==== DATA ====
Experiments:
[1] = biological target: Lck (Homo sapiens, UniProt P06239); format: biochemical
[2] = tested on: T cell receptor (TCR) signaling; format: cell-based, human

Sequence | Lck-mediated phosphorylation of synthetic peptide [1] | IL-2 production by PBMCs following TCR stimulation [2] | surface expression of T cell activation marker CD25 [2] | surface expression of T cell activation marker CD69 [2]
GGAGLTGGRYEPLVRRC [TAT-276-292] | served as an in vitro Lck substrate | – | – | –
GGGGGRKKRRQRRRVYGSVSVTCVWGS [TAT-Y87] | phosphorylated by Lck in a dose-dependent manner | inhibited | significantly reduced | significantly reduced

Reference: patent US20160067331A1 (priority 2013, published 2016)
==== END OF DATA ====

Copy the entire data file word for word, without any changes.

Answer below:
Experiments:
[1] = biological target: Lck (Homo sapiens, UniProt P06239); format: biochemical
[2] = tested on: T cell receptor (TCR) signaling; format: cell-based, human

Sequence | Lck-mediated phosphorylation of synthetic peptide [1] | IL-2 production by PBMCs following TCR stimulation [2] | surface expression of T cell activation marker CD25 [2] | surface expression of T cell activation marker CD69 [2]
GGAGLTGGRYEPLVRRC [TAT-276-292] | served as an in vitro Lck substrate | – | – | –
GGGGGRKKRRQRRRVYGSVSVTCVWGS [TAT-Y87] | phosphorylated by Lck in a dose-dependent manner | inhibited | significantly reduced | significantly reduced

Reference: patent US20160067331A1 (priority 2013, published 2016)